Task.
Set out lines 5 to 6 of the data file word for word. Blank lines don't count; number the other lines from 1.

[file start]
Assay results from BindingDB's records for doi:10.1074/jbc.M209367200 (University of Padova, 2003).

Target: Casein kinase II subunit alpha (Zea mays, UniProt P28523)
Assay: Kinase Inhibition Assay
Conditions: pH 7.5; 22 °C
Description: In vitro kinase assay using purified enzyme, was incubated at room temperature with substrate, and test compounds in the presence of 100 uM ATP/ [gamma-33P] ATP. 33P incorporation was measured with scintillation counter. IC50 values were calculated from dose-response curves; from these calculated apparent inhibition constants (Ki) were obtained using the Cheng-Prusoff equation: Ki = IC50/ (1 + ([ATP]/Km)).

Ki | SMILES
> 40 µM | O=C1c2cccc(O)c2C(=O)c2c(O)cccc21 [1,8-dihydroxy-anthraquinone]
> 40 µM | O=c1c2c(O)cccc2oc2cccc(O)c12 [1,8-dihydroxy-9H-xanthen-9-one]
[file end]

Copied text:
Description: In vitro kinase assay using purified enzyme, was incubated at room temperature with substrate, and test compounds in the presence of 100 uM ATP/ [gamma-33P] ATP. 33P incorporation was measured with scintillation counter. IC50 values were calculated from dose-response curves; from these calculated apparent inhibition constants (Ki) were obtained using the Cheng-Prusoff equation: Ki = IC50/ (1 + ([ATP]/Km)).

Ki | SMILES